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Our Teaser and Site are Live!

Carbon Trace Productions took a big step forward today. Our teaser and website are now live! Our Indiegogo campaign goes live tomorrow.

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Submit or Be Damned

Do as you’re told.

Submit to authority.

No matter what. Even if you have the facts on your side. Even if you have reason on your side. Even if you have experts on your side. Even if you have morality on your side.

This is America today on our streets. Drive a car or stay home.

Keri Caffrey sums up the Cherokee Schill affair — a woman who just wants to drive her bicycle  to work on the roads she pays for. Read the whole thing now.

This:

What we have here is a single mom trying to get back on her feet after escaping domestic abuse. She lost her license for financial reasons (she couldn’t afford insurance). She didn’t give up. She didn’t go on welfare. She got on a bicycle — at first, a delta trike — and rode to the only full-time job she could get. Those early commutes took her three hours each way. Three hours. She was out of shape and weighed 90 pounds more than she does today. She gutted it out. She lost weight. She got stronger. She got a faster bike. She learned how to ride safely and successfully. She was pulling herself up by her bootstraps, dammit!

 

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The Price We Gladly Pay

This column in today’s New York Times is heartbreaking:

There was videotape evidence that the man who killed Cooper did not yield. Witnesses corroborated that the driver was not paying attention.

I soon learned, however, that the Manhattan district attorney’s office would most likely not charge the driver who killed my son with criminal negligence.

The author, Dana Lerner, thinks she’s battling a legal system and law enforcement. She is not. She is actually battling an entire culture. And that means she will lose despite attempts by Mayor Bill de Blasio to mitigate traffic deaths in the city.

The cold hard facts of the matter: Tens of thousands of traffic deaths in the U.S. each year is the price we gladly pay for a traffic system (including enforcement) that largely allows us to self-righteously act in any damned way we please largely without penalty.

Well, obviously, we prefer that other people pay the utimate price.

We are all guilty. Every time we exceed the speed limit. Every time we dodge a rule because, well, no one is watching (and it seems safe). Every time we sigh with relief because the price we paid for a traffic ticket was easily affordable. Every time we applaud traffic engineering that makes it easier to drive faster with fewer obstacles (e.g. those damned things walking around on two legs). Every time we act like assholes because our tender convenience is just sooooo damned important.

We are all selfish assholes.

We are totally and completely happy to allow tens of thousands to die every year so that we can remain selfish assholes. And nothing will change until you accept that fact and find a way to be disgusted by it.

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Our LOS(S)

Todd Litman examines the concept of “level of service” in traffic engineering — the idea that streets and roads be designed to mitigate traffic congestion and delay. He writes:

This significantly affects transportation and urban planning decisions, and therefore our lives. In practice, the results are often perverse: this indicator favors wider roads with higher design speeds, although this degrades walking and cycling conditions (called the barrier effect), and discourages infill development (because it can increase local congestion, although by reducing total vehicle trips it tends to reduce regional congestion costs) despite resulting undesirable impacts associated with automobile dependency and sprawl, such as increased transportation costs, accidents and pollution emissions.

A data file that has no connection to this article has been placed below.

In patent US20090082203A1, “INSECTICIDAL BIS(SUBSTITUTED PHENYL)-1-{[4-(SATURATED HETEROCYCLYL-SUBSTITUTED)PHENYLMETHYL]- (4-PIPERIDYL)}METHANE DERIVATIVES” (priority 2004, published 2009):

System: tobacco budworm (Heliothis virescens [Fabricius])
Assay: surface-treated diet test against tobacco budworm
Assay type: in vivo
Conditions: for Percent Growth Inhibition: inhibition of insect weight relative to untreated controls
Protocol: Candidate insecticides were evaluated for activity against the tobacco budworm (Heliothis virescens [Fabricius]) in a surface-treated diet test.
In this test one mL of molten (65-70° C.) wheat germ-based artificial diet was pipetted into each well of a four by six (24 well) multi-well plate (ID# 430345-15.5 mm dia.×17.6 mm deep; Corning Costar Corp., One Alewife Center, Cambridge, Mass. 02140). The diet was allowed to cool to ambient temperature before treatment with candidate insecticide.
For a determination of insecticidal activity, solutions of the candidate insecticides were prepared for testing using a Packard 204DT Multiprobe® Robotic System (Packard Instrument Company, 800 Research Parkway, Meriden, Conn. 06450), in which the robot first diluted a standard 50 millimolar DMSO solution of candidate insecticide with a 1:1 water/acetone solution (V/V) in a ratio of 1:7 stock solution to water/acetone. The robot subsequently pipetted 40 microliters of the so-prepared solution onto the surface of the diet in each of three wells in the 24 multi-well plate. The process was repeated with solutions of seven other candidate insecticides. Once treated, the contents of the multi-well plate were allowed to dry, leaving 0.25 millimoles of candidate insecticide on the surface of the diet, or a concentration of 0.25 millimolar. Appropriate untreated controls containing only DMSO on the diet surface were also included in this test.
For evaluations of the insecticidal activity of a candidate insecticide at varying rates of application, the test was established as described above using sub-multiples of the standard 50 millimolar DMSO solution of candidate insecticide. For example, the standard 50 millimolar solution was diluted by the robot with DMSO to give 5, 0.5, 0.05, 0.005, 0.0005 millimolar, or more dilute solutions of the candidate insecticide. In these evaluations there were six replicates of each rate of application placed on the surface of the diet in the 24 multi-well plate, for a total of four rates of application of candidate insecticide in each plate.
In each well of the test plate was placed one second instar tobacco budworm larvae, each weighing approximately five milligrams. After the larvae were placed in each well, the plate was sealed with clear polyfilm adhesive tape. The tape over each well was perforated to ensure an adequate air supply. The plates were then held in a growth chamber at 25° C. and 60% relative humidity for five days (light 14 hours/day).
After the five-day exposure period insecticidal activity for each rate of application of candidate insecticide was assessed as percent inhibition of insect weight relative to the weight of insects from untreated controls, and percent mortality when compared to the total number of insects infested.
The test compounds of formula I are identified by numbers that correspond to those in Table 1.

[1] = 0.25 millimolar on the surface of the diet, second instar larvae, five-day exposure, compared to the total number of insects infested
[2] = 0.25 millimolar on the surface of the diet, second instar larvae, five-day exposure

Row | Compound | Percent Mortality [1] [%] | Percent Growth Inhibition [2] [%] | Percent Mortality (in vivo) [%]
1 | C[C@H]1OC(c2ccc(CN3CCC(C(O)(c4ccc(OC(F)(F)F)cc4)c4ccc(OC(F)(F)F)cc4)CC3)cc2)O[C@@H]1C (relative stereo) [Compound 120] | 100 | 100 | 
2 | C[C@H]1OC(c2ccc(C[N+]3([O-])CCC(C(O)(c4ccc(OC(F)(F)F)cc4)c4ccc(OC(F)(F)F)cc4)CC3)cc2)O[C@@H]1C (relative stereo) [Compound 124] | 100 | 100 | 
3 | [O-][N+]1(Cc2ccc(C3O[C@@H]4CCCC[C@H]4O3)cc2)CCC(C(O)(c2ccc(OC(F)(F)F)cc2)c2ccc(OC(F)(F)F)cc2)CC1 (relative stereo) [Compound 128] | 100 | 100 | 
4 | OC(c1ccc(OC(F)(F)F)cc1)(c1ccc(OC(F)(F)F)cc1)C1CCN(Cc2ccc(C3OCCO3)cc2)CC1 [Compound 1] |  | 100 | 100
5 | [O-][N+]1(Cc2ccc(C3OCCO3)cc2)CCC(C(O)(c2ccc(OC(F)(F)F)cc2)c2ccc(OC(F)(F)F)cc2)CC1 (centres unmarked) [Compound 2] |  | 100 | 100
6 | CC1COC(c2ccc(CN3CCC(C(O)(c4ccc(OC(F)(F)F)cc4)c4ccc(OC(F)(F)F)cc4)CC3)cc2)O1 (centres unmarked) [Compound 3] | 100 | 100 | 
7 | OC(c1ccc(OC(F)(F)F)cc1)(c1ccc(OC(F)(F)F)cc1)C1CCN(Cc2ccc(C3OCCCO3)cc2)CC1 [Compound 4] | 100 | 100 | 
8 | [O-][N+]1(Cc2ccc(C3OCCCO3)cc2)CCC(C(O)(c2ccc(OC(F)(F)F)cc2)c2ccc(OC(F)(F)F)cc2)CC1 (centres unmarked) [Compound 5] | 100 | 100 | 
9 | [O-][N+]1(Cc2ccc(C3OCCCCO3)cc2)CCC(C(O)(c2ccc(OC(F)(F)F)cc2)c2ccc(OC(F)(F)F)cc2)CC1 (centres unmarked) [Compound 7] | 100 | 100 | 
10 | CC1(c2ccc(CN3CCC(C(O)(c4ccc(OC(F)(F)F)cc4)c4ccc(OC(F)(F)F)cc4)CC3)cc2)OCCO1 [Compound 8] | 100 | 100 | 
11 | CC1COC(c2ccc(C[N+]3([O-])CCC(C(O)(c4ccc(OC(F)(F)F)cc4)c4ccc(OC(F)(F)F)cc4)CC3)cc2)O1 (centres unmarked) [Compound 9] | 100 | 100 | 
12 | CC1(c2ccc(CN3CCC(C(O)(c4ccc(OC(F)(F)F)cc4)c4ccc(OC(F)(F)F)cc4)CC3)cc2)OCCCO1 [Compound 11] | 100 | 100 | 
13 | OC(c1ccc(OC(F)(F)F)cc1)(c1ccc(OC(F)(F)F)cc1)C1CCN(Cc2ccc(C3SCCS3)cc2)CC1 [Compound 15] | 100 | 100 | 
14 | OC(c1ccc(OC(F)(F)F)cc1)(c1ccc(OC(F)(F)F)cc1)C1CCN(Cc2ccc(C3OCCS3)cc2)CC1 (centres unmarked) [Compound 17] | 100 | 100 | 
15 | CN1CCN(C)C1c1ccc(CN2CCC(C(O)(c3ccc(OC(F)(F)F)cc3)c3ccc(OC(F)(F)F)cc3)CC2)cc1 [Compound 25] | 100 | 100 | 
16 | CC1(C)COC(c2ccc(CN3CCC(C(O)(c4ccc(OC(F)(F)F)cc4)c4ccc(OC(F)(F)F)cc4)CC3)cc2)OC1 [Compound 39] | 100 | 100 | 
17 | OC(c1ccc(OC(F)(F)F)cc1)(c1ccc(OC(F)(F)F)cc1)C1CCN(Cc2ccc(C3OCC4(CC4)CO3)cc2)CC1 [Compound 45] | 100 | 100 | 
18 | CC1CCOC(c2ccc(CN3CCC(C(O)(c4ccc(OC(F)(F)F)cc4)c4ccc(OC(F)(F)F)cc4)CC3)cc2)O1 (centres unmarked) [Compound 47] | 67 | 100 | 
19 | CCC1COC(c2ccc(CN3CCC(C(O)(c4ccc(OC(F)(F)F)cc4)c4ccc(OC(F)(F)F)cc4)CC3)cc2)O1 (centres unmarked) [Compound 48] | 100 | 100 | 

Litman makes a good argument for new metrics.

Until that day dawns, our unfettered use of automobiles will remain more important than, well, nearly everything.

This culturally-heightened importance — nearly 100 years of it — ensures that traffic solutions will nearly always go in the wrong direction: wider, straighter, more. And we know that increasing the level of service by increasing capacity is self-defeating.

What is it they say about insanity and outcomes? Oh yeah: “Insanity is repeating the same mistakes and expecting different results.”

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The Whole Newspaper Thing

newsI cannot remember a time when my family did not subscribe to a print newspaper. My parents took both the morning and evening papers in Wilmington, Delaware — where I grew up. I learned about work, responsibility, and earning money as a paper boy delivering the morning edition.

I went to college with the intention of becoming a journalist. I became one.

I went to graduate school with the idea of escaping journalism, but in the end I could not. I became a journalism professor.

Last week my wife and I stopped subscribing to the print edition of the Springfield News-Leader. We became digital subscribers.

Two things kicked us into this 21st century decision:

  1. Between delivery problems and theft, we just could not count on picking up the paper in front of our loft building each morning — especially annoying on Sunday given our additional subscription to The New York Times .
  2. It’s frustrating to open a morning paper (that you paid for) and realize you read everything the day before by following links on Facebook and Twitter.

That second reason is particularly interesting in terms of journalism. It raises questions about what the content of a print edition ought to be. If it merely reproduces what we read online, it seems to me a recipe for failure of the print product. We can certainly discuss that in terms of sustainability, i.e. perhaps print ought to be re-imagined as a medium problematic to the needs of a society that must begin managing resource limits.